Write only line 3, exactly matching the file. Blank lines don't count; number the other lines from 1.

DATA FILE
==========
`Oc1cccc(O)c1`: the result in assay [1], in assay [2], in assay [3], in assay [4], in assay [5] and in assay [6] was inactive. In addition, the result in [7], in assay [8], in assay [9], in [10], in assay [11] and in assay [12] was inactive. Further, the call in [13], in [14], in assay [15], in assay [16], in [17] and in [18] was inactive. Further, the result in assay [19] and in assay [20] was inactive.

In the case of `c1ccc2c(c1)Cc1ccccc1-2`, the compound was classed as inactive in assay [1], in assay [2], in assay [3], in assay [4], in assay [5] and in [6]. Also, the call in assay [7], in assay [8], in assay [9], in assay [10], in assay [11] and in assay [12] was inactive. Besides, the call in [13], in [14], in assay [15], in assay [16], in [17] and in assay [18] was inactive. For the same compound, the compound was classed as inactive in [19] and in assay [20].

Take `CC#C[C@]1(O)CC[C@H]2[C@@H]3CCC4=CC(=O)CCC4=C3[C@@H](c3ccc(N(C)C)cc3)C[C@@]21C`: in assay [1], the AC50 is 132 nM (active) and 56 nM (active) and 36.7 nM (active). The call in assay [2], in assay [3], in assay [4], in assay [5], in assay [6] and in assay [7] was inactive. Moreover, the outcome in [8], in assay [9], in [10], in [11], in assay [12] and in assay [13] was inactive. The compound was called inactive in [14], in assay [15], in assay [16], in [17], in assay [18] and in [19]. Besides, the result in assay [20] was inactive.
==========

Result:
Take `CC#C[C@]1(O)CC[C@H]2[C@@H]3CCC4=CC(=O)CCC4=C3[C@@H](c3ccc(N(C)C)cc3)C[C@@]21C`: in assay [1], the AC50 is 132 nM (active) and 56 nM (active) and 36.7 nM (active). The call in assay [2], in assay [3], in assay [4], in assay [5], in assay [6] and in assay [7] was inactive. Moreover, the outcome in [8], in assay [9], in [10], in [11], in assay [12] and in assay [13] was inactive. The compound was called inactive in [14], in assay [15], in assay [16], in [17], in assay [18] and in [19]. Besides, the result in assay [20] was inactive.